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Old 06-23-2010, 10:27 AM   #1
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Change out of Univolt

Well I pretty much completed the upgrade to my new Inteli-Power 7200 yesterday. I also took the time to repair the battery box, which was in poor shape due to the entire weight of the old Univolt resting on top of it with support only on one end.

The door to the battery box still doesn't close as well as I would like, partially due to the fact that the PO replaced the latch bar with something completely inadequate. He put a flimsy metal bar there that bends with only a moderate amount of pressure applied to it. I need to find a replacement for the bar, so if anyone has one laying around, I would be glad to make a deal for it.

Photos of the upgrade:











I closed off the "new" converter compartment with 1/4" plywood, leaving ample air flow top and bottom. The framework for the opening stiffened up the panel sufficiently for me to feel good about the horizontal mounting arrangement.

Stephen
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Old 06-23-2010, 01:13 PM   #2
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Originally Posted by stephenh2 View Post
Well I pretty much completed the upgrade to my new Inteli-Power 7200 yesterday. I also took the time to repair the battery box, which was in poor shape due to the entire weight of the old Univolt resting on top of it with support only on one end.

The door to the battery box still doesn't close as well as I would like, partially due to the fact that the PO replaced the latch bar with something completely inadequate. He put a flimsy metal bar there that bends with only a moderate amount of pressure applied to it. I need to find a replacement for the bar, so if anyone has one laying around, I would be glad to make a deal for it.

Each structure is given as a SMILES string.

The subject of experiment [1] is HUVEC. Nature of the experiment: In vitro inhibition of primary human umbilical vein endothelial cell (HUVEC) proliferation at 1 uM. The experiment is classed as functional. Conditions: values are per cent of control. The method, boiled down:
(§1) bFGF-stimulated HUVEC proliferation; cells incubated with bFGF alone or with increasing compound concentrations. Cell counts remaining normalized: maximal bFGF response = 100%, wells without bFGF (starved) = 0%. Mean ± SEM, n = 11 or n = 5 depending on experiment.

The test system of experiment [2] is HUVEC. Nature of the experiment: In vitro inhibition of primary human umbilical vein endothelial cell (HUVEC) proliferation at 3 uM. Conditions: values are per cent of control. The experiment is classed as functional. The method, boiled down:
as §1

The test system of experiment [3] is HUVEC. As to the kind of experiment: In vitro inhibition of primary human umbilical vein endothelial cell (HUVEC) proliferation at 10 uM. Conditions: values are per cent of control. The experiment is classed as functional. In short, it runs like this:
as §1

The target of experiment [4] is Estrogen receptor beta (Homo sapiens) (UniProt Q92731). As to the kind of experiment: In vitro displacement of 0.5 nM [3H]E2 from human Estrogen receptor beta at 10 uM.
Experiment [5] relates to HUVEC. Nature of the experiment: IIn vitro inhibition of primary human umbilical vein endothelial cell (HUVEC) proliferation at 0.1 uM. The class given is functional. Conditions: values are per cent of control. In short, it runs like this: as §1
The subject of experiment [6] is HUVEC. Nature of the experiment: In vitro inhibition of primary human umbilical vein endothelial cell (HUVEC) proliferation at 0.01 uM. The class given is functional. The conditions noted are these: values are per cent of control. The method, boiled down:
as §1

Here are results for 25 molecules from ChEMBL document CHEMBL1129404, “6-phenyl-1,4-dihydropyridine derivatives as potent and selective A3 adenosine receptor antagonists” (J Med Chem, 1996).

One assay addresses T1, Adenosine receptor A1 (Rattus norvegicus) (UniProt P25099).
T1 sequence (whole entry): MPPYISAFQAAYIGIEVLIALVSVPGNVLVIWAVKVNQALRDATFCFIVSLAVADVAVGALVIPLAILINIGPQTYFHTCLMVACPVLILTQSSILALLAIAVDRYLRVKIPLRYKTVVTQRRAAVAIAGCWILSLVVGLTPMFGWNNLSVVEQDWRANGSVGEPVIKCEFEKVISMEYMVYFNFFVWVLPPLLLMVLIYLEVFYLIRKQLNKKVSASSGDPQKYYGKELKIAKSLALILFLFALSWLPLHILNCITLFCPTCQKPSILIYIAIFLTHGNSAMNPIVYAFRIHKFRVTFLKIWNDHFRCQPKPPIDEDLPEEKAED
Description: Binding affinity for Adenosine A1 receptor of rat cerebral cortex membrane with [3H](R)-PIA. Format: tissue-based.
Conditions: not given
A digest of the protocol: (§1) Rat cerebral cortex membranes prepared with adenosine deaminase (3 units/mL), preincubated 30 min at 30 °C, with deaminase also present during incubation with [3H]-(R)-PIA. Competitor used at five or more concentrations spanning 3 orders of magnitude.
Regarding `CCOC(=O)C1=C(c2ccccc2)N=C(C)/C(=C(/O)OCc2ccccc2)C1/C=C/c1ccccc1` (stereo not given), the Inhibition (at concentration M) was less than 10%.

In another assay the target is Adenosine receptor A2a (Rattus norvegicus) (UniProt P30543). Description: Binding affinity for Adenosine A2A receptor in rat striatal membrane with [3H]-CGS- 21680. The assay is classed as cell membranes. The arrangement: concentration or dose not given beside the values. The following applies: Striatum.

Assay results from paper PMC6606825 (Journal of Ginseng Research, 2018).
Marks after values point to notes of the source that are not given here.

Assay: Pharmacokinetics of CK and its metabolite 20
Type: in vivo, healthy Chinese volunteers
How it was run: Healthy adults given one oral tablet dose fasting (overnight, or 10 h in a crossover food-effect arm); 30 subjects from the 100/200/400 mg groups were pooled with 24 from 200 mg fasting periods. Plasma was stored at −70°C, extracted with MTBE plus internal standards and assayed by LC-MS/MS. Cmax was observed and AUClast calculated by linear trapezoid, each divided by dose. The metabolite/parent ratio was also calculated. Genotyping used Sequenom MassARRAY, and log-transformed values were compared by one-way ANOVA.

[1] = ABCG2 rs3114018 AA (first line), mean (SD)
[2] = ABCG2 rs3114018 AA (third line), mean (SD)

I closed off the "new" converter compartment with 1/4" plywood, leaving ample air flow top and bottom. The framework for the opening stiffened up the panel sufficiently for me to feel good about the horizontal mounting arrangement.

Stephen

Looks great.

Andy
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Old 06-23-2010, 01:48 PM   #3
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Don't throw away the fuse block inside the Univolt. It has the current measuring shunt on it.

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Old 06-23-2010, 02:53 PM   #4
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Zep,

What is the current measuring shunt still needed for? Isn't there on integral with the Intelli-Power and similar systems? (Please pardon my ignorance, I understand DC systems and T/R's, but the Airstream setup is new/unfamiliar to me.)